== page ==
Adelina Juana Maria Patti (1843 - 1919)

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Birthplace: Madrid, Comunidad de Madrid, España
Death: Died
Managed by: Michael Rhodes
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About Adelina Juana Maria Patti

http://en.wikipedia.org/wiki/Adelina_Patti

Adelina Patti (19 February 1843 – 27 September 1919) was a highly acclaimed 19th-century opera singer, earning huge fees at the height of her career in the music capitals of Europe and America. She first sang in public as a child in 1851 and gave her last performance before an audience in 1914. Along with her near contemporaries Jenny Lind and Thérèse Tietjens, Patti remains one of the most famous sopranos in history, owing to the purity and beauty of her lyrical voice and the unmatched quality of her bel canto technique.

The composer Giuseppe Verdi, writing in 1877, described her as being perhaps the finest singer who had ever lived and a "stupendous artist". (See J.F. Cone's biography Adelina Patti: Queen of Hearts; Amadeus Press, Portland, US, 1993.) Verdi's admiration for Patti's talent was shared by numerous music critics and social commentators of her era.

Biography

She was born Adela Juana Maria Patti, in Madrid, the last child of tenor Salvatore Patti (1800–1869) and soprano Caterina Barilli (died 1870). Her Italian parents were working in Madrid, Spain, at the time of her birth. Because her father came from Sicily, Patti was born a subject of the King of the Two Sicilies. She later carried a French passport, as her first two husbands were French. Her sisters Amalia and Carlotta Patti were also singers. Her brother Carlo Patti was a violinist who married actress Effie Germon. In her childhood, the family moved to New York City. Patti grew up in the Wakefield section of the Bronx, where her family's home is still standing. Patti sang professionally from childhood, and developed into a coloratura soprano with perfectly equalized vocal registers and a surprisingly warm, satiny tone. It is believed that Patti learned much of her singing technique from her brother-in-law Maurice Strakosch, who was a musician and impresario. Later in life Patti, like many famous singers with sizable egos, claimed that she was entirely self-taught.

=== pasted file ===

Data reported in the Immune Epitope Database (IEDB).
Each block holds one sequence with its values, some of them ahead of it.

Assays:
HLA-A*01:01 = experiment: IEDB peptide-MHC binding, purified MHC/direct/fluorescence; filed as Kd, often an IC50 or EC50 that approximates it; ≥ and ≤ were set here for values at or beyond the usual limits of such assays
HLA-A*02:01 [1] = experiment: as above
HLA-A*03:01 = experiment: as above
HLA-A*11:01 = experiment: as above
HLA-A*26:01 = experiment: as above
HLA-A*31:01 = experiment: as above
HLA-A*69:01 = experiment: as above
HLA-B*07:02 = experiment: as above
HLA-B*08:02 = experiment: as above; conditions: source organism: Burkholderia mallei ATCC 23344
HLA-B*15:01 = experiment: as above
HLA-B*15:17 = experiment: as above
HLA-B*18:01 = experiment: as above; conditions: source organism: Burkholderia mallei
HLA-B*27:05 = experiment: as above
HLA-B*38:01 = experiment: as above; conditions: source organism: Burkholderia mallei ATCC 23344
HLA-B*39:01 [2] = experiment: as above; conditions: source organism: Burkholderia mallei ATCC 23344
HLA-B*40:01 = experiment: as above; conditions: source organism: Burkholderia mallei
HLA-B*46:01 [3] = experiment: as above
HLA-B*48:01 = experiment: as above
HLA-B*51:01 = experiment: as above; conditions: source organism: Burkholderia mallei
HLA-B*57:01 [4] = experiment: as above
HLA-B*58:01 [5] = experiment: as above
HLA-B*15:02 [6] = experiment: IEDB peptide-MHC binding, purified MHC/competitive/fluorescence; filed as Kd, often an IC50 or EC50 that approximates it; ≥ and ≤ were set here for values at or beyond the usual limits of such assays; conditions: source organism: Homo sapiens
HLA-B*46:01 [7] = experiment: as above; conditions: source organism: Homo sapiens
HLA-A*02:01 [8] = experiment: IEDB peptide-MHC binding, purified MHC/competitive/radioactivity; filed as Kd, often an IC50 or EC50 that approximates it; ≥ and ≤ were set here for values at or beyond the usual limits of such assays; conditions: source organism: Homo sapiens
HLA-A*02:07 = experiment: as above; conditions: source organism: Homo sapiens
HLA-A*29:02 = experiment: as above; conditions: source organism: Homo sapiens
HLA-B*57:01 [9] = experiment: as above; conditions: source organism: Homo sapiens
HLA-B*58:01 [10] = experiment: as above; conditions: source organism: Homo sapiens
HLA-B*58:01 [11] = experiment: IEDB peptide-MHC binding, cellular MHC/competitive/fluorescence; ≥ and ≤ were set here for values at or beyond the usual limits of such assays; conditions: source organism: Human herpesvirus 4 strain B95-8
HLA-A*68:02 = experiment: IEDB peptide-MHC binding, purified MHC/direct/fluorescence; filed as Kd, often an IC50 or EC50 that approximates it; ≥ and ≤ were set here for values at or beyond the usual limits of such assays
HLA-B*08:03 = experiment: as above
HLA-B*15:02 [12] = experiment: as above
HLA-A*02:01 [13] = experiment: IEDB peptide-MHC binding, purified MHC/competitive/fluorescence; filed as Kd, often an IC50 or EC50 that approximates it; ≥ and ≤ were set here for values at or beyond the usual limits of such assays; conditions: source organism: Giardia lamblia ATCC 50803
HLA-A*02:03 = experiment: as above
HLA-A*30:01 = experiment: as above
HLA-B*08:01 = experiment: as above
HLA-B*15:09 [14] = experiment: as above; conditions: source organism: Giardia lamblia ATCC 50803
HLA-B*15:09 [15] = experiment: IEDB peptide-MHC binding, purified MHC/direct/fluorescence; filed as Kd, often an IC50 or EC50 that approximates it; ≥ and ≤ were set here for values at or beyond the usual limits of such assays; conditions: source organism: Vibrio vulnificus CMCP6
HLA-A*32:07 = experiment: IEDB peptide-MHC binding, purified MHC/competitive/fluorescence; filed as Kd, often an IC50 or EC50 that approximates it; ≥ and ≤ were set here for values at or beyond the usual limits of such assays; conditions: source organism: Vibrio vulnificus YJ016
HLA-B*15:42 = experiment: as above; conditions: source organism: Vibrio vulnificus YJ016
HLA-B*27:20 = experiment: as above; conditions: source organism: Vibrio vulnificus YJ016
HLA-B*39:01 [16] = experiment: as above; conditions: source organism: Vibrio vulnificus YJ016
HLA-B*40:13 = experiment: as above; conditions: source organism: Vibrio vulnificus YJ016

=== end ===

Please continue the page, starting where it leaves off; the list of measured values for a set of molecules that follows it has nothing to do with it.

Vocal development

Adelina Patti made her operatic debut at age 16 on 24 November 1859 in the title role of Donizetti's Lucia di Lammermoor at the Academy of Music, New York. On 24 August 1860, she and Emma Albani were soloists in the world premiere of Charles Wugk Sabatier's Cantata in Montreal which was performed in honour of the visit of the Prince of Wales. In 1861, at the age of 18, she was invited to Covent Garden, to execute the role of Amina in Bellini's La sonnambula. She had such remarkable success at Covent Garden that season, she bought a house in Clapham and, using London as a base, went on to conquer the European continent, performing Amina in Paris and Vienna in subsequent years with equal success.

Then, in 1862, during an American tour, she sang John Howard Payne's Home, Sweet Home at the White House for the President of the United States, Abraham Lincoln, and his wife, Mary Lincoln. The Lincolns were mourning their son Willie, who had died of typhoid. Moved to tears, the Lincolns requested an encore of the song. Henceforth, it would become associated with Adelina Patti, and she performed it many times as a bonus item at the end of recitals and concerts.